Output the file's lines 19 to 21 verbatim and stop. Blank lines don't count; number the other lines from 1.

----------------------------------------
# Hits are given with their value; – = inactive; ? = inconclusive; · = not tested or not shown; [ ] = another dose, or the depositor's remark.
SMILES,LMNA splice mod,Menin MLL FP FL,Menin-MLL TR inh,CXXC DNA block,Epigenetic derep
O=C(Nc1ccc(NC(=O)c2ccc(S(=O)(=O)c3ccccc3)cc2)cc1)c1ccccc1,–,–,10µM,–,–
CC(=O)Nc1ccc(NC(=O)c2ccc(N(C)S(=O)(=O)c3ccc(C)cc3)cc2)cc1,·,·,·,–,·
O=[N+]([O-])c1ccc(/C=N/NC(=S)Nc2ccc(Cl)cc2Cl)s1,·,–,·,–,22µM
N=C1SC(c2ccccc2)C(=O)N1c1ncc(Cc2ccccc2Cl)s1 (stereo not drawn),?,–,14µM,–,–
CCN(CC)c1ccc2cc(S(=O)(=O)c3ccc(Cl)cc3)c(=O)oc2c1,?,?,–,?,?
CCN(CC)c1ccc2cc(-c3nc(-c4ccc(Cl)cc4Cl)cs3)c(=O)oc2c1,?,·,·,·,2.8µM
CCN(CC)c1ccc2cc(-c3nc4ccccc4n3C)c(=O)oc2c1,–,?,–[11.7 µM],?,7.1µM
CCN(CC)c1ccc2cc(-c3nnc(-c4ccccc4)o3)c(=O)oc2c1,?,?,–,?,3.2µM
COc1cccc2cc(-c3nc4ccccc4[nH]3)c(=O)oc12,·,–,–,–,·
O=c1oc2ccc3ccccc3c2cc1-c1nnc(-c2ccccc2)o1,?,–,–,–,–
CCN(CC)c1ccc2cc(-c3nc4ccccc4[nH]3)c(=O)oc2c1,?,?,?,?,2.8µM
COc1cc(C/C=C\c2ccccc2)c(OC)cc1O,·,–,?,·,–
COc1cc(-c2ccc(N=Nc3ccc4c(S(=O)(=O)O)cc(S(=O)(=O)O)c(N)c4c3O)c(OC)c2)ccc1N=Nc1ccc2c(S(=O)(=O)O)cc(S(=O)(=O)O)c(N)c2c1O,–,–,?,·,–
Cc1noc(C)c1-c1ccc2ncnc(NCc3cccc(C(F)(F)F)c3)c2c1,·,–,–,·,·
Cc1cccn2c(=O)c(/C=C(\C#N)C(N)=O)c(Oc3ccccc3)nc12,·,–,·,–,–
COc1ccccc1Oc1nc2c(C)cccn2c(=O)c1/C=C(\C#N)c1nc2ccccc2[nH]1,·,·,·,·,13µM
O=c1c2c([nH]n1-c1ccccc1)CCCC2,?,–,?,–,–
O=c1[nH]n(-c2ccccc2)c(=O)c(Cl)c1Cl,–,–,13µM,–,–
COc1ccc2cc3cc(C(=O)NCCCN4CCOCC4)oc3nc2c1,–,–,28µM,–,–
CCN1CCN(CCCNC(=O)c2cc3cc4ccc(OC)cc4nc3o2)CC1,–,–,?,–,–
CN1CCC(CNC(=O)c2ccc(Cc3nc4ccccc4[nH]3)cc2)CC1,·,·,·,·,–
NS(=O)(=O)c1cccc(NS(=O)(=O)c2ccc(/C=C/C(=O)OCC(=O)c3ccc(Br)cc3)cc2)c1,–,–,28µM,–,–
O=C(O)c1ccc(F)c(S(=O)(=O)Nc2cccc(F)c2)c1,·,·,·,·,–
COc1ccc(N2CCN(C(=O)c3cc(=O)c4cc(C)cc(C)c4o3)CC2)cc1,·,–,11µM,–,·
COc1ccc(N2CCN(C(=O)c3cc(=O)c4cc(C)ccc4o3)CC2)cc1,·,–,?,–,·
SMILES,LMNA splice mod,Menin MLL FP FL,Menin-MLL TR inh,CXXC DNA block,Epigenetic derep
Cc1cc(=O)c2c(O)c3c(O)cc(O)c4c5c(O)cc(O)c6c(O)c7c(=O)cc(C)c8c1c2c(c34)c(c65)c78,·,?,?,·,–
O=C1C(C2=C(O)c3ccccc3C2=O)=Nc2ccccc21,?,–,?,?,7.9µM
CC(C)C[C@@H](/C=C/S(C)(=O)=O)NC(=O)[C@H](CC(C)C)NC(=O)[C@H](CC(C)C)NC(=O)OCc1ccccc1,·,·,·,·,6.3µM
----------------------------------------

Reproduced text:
O=c1c2c([nH]n1-c1ccccc1)CCCC2,?,–,?,–,–
O=c1[nH]n(-c2ccccc2)c(=O)c(Cl)c1Cl,–,–,13µM,–,–
COc1ccc2cc3cc(C(=O)NCCCN4CCOCC4)oc3nc2c1,–,–,28µM,–,–